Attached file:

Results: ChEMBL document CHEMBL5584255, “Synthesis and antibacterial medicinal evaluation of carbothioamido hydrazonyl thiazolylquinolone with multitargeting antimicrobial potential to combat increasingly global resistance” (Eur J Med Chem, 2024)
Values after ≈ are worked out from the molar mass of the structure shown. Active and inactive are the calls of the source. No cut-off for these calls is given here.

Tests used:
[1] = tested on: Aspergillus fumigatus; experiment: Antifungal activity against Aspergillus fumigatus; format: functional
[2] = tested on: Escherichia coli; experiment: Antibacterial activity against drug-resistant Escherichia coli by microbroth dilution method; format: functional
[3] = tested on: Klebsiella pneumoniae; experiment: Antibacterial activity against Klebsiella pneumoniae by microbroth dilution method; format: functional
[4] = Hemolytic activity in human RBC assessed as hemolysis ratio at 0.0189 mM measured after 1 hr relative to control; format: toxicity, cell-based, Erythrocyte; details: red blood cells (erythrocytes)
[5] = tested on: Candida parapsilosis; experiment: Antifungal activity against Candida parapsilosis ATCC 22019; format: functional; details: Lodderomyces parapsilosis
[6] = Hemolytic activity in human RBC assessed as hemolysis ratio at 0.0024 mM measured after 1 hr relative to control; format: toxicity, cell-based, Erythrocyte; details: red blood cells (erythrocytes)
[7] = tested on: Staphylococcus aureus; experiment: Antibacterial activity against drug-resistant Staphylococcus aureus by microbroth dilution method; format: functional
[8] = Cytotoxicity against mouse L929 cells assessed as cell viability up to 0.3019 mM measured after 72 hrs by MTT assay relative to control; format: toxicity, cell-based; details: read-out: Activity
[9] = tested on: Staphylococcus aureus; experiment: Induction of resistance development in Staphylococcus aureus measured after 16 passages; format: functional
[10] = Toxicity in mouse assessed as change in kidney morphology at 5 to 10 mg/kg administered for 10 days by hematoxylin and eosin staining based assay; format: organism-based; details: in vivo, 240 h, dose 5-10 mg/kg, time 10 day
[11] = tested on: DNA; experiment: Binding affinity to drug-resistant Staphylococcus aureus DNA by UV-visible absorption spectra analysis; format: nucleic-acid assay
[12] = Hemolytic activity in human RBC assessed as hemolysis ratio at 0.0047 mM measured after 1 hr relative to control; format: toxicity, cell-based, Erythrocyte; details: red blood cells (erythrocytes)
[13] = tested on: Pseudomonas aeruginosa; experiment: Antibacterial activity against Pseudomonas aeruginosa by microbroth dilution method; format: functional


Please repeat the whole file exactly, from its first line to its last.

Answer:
Results: ChEMBL document CHEMBL5584255, “Synthesis and antibacterial medicinal evaluation of carbothioamido hydrazonyl thiazolylquinolone with multitargeting antimicrobial potential to combat increasingly global resistance” (Eur J Med Chem, 2024)
Values after ≈ are worked out from the molar mass of the structure shown. Active and inactive are the calls of the source. No cut-off for these calls is given here.

Tests used:
[1] = tested on: Aspergillus fumigatus; experiment: Antifungal activity against Aspergillus fumigatus; format: functional
[2] = tested on: Escherichia coli; experiment: Antibacterial activity against drug-resistant Escherichia coli by microbroth dilution method; format: functional
[3] = tested on: Klebsiella pneumoniae; experiment: Antibacterial activity against Klebsiella pneumoniae by microbroth dilution method; format: functional
[4] = Hemolytic activity in human RBC assessed as hemolysis ratio at 0.0189 mM measured after 1 hr relative to control; format: toxicity, cell-based, Erythrocyte; details: red blood cells (erythrocytes)
[5] = tested on: Candida parapsilosis; experiment: Antifungal activity against Candida parapsilosis ATCC 22019; format: functional; details: Lodderomyces parapsilosis
[6] = Hemolytic activity in human RBC assessed as hemolysis ratio at 0.0024 mM measured after 1 hr relative to control; format: toxicity, cell-based, Erythrocyte; details: red blood cells (erythrocytes)
[7] = tested on: Staphylococcus aureus; experiment: Antibacterial activity against drug-resistant Staphylococcus aureus by microbroth dilution method; format: functional
[8] = Cytotoxicity against mouse L929 cells assessed as cell viability up to 0.3019 mM measured after 72 hrs by MTT assay relative to control; format: toxicity, cell-based; details: read-out: Activity
[9] = tested on: Staphylococcus aureus; experiment: Induction of resistance development in Staphylococcus aureus measured after 16 passages; format: functional
[10] = Toxicity in mouse assessed as change in kidney morphology at 5 to 10 mg/kg administered for 10 days by hematoxylin and eosin staining based assay; format: organism-based; details: in vivo, 240 h, dose 5-10 mg/kg, time 10 day
[11] = tested on: DNA; experiment: Binding affinity to drug-resistant Staphylococcus aureus DNA by UV-visible absorption spectra analysis; format: nucleic-acid assay
[12] = Hemolytic activity in human RBC assessed as hemolysis ratio at 0.0047 mM measured after 1 hr relative to control; format: toxicity, cell-based, Erythrocyte; details: red blood cells (erythrocytes)
[13] = tested on: Pseudomonas aeruginosa; experiment: Antibacterial activity against Pseudomonas aeruginosa by microbroth dilution method; format: functional